Bernard Lens painted a delightful watercolour of a Thames water party that has the watermelon with the musicians. In 1729, Bernard Lenz actually taught the young Margaret to paint and her way of life was, although constrained, was full of artistic effort as a child which reflected itself in her later interests. The Bernard Lens water party actually finds her just trying to record an echo in a description that the later Mrs Delaney, the family friend, described a water party of 1722 with the family. They went up from five o’clock leaving from Whitehall and up to Richmond, 8 musicians playing, including a trumpeter playing all the way up the river and then a picnic in the dusk at Richmond and then back in the dark.

When we look at other aspects of family life, we have to remember that the women were peripatetic. We see that Margaret in the 1740s with young children, is spending time at Weymouth-by-the-sea collecting sea creatures while her children were swimming. She then brings sea creatures back to Bulstrode, her house in Buckinghamshire where she built greenhouses, hot houses and fish houses; which she supplied with sea water, as to keep her creatures alive.

Later in Margaret’s mature life, George III and his family came frequently, riding out or travelling by coach, often with very large parties. To enjoy the amenities and enjoy the pleasures, not only of the delicious food and drink and the landscape, but also the natural history enthusiasm and passion of the Duchess of Portland and her Bluestocking circle. She was a leader of the Bluestockings, and it was a group the younger Queen Charlotte joined, as indeed did the royal princesses. Mrs Delaney, known for her wonderfully accurate coloured cut-outs of plants, worked closely with the Duchess throughout their lives as they were friends from childhood.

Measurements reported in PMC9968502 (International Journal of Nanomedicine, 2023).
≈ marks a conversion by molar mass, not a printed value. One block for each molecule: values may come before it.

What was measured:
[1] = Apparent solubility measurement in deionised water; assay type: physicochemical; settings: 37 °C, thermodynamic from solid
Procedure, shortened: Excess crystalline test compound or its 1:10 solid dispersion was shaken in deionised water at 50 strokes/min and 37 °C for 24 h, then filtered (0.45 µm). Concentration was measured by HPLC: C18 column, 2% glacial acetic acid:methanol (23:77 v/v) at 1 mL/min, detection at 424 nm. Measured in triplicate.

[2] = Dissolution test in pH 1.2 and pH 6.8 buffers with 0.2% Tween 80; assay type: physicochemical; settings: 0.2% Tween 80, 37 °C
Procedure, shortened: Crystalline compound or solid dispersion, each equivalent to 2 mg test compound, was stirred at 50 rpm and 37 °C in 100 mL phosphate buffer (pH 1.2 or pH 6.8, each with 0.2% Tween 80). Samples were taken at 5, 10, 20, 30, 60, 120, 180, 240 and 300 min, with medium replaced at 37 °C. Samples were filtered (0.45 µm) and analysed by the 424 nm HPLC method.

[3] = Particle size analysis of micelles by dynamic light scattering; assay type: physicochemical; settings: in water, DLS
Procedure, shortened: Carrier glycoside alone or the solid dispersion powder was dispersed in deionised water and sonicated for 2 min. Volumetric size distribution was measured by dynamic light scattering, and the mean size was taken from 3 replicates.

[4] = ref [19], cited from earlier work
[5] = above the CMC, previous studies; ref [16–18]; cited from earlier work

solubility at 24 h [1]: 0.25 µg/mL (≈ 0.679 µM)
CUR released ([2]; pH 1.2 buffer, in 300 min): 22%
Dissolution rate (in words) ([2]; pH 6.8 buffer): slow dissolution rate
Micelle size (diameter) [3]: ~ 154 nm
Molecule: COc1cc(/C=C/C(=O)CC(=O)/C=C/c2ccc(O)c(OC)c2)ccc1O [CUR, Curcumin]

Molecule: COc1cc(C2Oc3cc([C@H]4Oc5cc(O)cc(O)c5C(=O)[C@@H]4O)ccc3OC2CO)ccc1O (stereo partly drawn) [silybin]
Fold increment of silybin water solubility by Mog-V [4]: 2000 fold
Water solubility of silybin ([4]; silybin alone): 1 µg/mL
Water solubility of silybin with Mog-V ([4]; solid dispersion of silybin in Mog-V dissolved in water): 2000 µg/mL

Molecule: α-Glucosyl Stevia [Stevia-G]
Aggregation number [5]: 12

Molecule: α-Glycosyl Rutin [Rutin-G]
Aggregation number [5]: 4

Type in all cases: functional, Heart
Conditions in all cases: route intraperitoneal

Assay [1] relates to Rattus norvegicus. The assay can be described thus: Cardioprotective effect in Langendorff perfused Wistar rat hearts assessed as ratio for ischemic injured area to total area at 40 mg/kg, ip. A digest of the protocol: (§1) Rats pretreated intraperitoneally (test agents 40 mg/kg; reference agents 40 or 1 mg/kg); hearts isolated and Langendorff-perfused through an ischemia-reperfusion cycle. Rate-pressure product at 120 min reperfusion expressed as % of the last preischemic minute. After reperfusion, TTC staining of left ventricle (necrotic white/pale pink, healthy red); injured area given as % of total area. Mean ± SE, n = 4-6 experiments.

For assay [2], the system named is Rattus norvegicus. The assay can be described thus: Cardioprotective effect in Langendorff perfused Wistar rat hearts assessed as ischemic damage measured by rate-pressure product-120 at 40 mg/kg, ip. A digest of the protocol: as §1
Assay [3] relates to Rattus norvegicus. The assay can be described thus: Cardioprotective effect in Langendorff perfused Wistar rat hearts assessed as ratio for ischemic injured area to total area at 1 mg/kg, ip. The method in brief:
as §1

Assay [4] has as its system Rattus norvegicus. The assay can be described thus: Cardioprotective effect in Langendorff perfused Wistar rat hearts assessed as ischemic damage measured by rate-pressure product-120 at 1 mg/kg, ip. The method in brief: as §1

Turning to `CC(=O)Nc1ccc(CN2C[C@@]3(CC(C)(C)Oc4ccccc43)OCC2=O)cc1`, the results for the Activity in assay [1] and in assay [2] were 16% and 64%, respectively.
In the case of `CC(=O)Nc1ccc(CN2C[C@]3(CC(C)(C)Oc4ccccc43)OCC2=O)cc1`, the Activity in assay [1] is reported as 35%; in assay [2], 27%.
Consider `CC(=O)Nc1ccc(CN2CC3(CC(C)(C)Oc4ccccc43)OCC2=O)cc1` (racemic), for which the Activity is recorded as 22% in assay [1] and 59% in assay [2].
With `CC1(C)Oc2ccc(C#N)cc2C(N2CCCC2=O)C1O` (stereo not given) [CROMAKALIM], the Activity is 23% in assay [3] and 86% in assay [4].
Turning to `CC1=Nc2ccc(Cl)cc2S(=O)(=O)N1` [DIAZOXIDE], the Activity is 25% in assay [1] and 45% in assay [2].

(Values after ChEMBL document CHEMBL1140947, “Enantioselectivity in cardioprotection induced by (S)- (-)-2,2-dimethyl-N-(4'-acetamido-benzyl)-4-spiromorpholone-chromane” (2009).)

The menus that were recorded in the memoirs and diaries of the time were based on very specific recipes, collected by both mother and daughter.

The kind of meal that could be expected at a summer dinner at Bulstrode in the 1740s is described where there were many dishes laid out in the first remove; soup, veal fillets, rabbits with onions, blancmange, cherries, Dutch cheese; a mix of sweet and savoury that we might find strange today. Then the second remove, salmon, quails, turkey, chickpeas, mushrooms, and apple pie. Then the most costly and fascinating and delicious part of the meal, which depended so heavily on your capacity to preserve fruit from your orchards.

The dessert was the most significant part of the meal, a very successful London confectioner, Domenico Negri, the sign of the pineapple, his trade card is depicting and listing the kind of delicacies that could be hired and his staff would bring it and prepare for you on site. He had actually worked for the Fitzwilliam family the neighbours to Welbeck, and there are bills at Welbeck for delicacies provided by the Negri.

Philippa Glanville

Philippa Glanville, OBE, FSA is member of the Harley Foundation’s board of trustees and author of the book ‘Dinner with a Duke: Decoding food and drink at Welbeck 1690 – 1910’.

Philippa is the former chief curator of the Metal, Silver and Jewellery department at the V&A, and is a leading authority on all aspects of0 historic silver plate and the history of dining. She has written many books and has recently been an adviser to the Reviewing Committee on the Export of Works of Art. She is also a Trustee of the Art Fund and the Museum of Freemasonry.